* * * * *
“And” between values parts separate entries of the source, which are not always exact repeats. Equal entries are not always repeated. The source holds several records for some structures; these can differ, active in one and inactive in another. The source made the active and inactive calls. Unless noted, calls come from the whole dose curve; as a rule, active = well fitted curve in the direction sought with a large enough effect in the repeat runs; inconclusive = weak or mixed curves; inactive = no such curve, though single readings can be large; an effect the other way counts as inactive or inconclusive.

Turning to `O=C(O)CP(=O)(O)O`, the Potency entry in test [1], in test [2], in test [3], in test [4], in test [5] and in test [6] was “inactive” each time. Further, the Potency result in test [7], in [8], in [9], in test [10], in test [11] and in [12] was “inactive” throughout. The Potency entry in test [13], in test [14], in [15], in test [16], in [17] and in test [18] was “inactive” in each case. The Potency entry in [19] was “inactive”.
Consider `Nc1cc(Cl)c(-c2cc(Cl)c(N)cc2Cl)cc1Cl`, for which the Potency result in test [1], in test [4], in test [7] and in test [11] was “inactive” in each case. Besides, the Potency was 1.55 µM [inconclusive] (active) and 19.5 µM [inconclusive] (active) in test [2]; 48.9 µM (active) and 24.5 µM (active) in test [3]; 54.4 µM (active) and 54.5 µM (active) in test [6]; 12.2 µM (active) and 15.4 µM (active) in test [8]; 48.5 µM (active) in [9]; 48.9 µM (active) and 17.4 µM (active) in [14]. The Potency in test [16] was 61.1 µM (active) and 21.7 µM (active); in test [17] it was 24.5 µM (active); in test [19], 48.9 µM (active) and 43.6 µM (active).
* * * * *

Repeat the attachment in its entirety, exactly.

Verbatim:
“And” between values parts separate entries of the source, which are not always exact repeats. Equal entries are not always repeated. The source holds several records for some structures; these can differ, active in one and inactive in another. The source made the active and inactive calls. Unless noted, calls come from the whole dose curve; as a rule, active = well fitted curve in the direction sought with a large enough effect in the repeat runs; inconclusive = weak or mixed curves; inactive = no such curve, though single readings can be large; an effect the other way counts as inactive or inconclusive.

Turning to `O=C(O)CP(=O)(O)O`, the Potency entry in test [1], in test [2], in test [3], in test [4], in test [5] and in test [6] was “inactive” each time. Further, the Potency result in test [7], in [8], in [9], in test [10], in test [11] and in [12] was “inactive” throughout. The Potency entry in test [13], in test [14], in [15], in test [16], in [17] and in test [18] was “inactive” in each case. The Potency entry in [19] was “inactive”.
Consider `Nc1cc(Cl)c(-c2cc(Cl)c(N)cc2Cl)cc1Cl`, for which the Potency result in test [1], in test [4], in test [7] and in test [11] was “inactive” in each case. Besides, the Potency was 1.55 µM [inconclusive] (active) and 19.5 µM [inconclusive] (active) in test [2]; 48.9 µM (active) and 24.5 µM (active) in test [3]; 54.4 µM (active) and 54.5 µM (active) in test [6]; 12.2 µM (active) and 15.4 µM (active) in test [8]; 48.5 µM (active) in [9]; 48.9 µM (active) and 17.4 µM (active) in [14]. The Potency in test [16] was 61.1 µM (active) and 21.7 µM (active); in test [17] it was 24.5 µM (active); in test [19], 48.9 µM (active) and 43.6 µM (active).